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Marion County to require face masks in public spaces starting July 9

Marion County becomes the fourth Indiana county to make masks mandatory, joining LaGrange, Elkhart and St. Joseph counties.

INDIANAPOLIS — Marion County is making a big change when it comes to keeping people safe during this pandemic. Starting July 9, residents and visitors alike will have to wear a face mask when out in public.

Marion County becomes the fourth Indiana county to make masks mandatory. The others are LaGrange, Elkhart and St. Joseph counties.

"I know many may not agree with this," Mayor Joe Hogsett said in a news conference on Thursday morning. "I know many more will feel inconvenienced by it. This is a major change to what normal means here in Indianapolis."

But he said it's the right thing to do, especially as COVID-19 cases surge in other parts of the country. 

Under the new rule, wearing a face mask will be required in public places. This includes office buildings and retail establishments, and when entering restaurants but not while sitting at the table. 

Masks will also be required if you're outdoors and unable to maintain social distancing.

The exceptions? Children under two and those with certain medical conditions are not required to wear a mask.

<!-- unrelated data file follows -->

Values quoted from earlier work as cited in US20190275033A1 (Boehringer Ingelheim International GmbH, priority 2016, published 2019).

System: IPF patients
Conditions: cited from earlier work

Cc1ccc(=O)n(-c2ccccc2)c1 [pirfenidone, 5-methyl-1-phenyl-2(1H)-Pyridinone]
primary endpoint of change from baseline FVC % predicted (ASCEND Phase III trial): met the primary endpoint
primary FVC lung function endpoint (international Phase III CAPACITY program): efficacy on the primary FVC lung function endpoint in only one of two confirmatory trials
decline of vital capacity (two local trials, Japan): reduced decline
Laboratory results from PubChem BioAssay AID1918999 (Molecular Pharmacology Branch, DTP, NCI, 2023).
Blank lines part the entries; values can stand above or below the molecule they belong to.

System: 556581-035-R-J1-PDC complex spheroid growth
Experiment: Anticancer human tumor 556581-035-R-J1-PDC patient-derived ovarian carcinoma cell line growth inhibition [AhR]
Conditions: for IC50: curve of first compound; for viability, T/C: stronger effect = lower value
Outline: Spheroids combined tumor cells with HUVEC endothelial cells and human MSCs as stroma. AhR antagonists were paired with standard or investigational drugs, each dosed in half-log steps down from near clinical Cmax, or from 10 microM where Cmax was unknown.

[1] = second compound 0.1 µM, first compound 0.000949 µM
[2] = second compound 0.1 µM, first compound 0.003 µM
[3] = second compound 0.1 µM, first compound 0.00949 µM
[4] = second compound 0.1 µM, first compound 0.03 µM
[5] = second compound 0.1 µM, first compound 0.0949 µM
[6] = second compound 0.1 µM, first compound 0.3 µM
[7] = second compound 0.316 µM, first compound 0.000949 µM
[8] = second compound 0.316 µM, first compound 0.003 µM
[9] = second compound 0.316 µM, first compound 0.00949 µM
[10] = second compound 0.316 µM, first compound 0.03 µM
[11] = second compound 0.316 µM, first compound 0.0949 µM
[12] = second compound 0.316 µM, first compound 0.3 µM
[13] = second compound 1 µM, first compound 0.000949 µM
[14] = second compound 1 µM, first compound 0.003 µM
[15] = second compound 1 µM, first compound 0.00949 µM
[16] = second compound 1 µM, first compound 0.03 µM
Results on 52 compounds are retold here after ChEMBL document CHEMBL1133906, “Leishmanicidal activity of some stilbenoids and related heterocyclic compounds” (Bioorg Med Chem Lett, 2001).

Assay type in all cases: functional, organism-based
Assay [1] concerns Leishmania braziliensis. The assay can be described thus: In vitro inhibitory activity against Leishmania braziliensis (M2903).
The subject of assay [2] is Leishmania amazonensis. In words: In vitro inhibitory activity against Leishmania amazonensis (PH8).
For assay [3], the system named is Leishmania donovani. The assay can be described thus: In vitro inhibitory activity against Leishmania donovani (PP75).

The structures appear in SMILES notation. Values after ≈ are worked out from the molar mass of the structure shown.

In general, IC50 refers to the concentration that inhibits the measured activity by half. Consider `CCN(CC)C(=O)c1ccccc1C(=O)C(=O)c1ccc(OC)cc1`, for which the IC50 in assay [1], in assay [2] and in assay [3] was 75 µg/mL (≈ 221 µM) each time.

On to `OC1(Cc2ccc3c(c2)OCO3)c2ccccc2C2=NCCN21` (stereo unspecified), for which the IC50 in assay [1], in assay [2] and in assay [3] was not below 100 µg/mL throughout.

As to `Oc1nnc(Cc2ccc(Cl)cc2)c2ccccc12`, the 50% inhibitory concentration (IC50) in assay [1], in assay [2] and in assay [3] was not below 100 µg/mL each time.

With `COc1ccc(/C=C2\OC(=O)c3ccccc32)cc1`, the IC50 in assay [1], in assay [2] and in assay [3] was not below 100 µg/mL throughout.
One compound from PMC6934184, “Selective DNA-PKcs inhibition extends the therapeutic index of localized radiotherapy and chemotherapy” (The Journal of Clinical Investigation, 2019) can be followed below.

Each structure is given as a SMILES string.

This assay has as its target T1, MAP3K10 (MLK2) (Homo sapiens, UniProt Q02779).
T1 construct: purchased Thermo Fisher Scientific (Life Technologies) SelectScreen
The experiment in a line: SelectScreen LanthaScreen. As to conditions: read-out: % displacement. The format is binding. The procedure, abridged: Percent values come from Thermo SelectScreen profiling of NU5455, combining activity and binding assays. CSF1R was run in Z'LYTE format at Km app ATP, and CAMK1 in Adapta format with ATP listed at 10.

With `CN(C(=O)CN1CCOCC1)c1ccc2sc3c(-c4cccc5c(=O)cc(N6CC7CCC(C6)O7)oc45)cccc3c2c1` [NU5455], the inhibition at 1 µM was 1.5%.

"I don't have sympathy for those who may argue in coming days that this simple, science-driven policy is an unjust burden," the Mayor said. 

While several surrounding states including Ohio and Michigan have seen a dramatic increase in COVID-19 cases, Marion County Health Director Dr. Virginia Caine said the numbers in Marion County (the highest in the state) had leveled off due in large part to the phased re-opening and people playing by the rules.

"The past few months have been difficult for our city and we have all made sacrifices," Caine said. "And it's because of the sacrifices that our numbers have improved, and we have avoided a crisis in our hospitals. But the COVID-19 pandemic is far from over."

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Health inspectors not police will be charged with enforcing the order.  

Caine said while fines are possible, the main goal is to educate people and stress the importance of wearing a mask not just for themselves but their neighbors and colleagues.

As for why the new policy wouldn't begin immediately, especially before the July 4th weekend, the mayor said the July 9 date "allows for businesses and venues to prepare themselves," and "to make sure there's sufficient time for everyone to obtain a mask."

He noted the city is still offering free masks to anyone in need at www.indy.gov/masks

Dr. Caine also noted that overnight camps must remain closed, that indoor visiting at nursing homes and assisted living facilities remains prohibited and that any event with an anticipated attendance above 1,000 people, such as fairs/festivals, conventions, and sporting events, must submit an event plan for MCPHD approval.

The Mayor said that based on the governor's guidance from Wednesday's news conference, Georgia Street, Broad Ripple Avenue, and Massachusetts Avenue will remain closed off through July 19 to accommodate continued restrictions on restaurant and bar capacity.